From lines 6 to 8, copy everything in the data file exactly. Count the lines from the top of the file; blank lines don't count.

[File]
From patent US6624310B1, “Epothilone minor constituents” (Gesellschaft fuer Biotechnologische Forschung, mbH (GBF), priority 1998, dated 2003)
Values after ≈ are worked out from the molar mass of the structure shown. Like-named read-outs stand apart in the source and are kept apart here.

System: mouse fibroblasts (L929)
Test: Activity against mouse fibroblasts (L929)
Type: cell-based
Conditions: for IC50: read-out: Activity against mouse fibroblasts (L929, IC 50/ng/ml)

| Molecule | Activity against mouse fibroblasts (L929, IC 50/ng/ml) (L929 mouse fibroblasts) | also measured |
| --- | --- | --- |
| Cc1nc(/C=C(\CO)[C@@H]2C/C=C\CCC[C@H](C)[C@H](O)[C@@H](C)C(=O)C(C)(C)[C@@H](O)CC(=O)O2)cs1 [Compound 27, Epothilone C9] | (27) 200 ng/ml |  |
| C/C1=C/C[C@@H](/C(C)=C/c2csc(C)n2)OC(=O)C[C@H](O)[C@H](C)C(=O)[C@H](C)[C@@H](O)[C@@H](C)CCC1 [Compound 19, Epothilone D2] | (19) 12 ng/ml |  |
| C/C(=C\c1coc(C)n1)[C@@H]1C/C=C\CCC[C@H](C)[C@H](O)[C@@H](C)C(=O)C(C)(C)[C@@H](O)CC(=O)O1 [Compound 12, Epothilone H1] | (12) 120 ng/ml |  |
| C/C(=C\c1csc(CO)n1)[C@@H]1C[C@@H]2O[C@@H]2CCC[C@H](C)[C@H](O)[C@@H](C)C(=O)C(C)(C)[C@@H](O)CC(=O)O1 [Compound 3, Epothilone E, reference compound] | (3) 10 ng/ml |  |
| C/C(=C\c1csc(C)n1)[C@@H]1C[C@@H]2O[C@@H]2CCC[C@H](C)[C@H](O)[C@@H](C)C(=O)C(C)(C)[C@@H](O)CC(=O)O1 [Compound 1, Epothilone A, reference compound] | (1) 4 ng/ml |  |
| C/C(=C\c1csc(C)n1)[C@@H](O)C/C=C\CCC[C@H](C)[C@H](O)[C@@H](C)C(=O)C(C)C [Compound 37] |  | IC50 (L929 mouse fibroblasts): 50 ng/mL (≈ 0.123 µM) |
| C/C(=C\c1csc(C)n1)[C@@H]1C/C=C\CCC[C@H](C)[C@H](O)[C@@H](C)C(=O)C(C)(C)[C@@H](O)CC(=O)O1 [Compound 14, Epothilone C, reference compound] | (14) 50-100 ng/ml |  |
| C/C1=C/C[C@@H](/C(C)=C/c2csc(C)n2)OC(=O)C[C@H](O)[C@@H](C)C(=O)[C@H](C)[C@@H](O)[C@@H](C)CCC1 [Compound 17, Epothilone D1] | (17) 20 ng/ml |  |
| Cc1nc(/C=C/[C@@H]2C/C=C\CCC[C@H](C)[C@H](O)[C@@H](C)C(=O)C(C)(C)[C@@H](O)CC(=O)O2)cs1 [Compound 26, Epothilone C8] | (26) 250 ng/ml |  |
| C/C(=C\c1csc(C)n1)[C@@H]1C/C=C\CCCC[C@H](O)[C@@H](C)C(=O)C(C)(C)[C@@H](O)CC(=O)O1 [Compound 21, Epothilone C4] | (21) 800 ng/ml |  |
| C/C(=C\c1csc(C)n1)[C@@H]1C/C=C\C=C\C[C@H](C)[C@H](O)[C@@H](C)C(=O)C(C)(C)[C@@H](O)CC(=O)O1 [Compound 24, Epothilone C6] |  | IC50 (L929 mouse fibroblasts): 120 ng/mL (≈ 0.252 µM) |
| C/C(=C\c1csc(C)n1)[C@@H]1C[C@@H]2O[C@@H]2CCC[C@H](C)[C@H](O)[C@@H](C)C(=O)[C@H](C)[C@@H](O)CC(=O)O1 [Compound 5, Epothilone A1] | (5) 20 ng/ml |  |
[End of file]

Conditions: for IC50: read-out: Activity against mouse fibroblasts (L929, IC 50/ng/ml)

| Molecule | Activity against mouse fibroblasts (L929, IC 50/ng/ml) (L929 mouse fibroblasts) | also measured |
| --- | --- | --- |